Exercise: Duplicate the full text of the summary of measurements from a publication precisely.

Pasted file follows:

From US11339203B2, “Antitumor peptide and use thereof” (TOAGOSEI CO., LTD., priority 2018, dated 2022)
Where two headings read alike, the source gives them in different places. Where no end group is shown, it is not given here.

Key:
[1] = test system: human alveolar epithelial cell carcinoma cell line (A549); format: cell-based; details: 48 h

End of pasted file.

From US11339203B2, “Antitumor peptide and use thereof” (TOAGOSEI CO., LTD., priority 2018, dated 2022)
Where two headings read alike, the source gives them in different places. Where no end group is shown, it is not given here.

Key:
[1] = test system: human alveolar epithelial cell carcinoma cell line (A549); format: cell-based; details: 48 h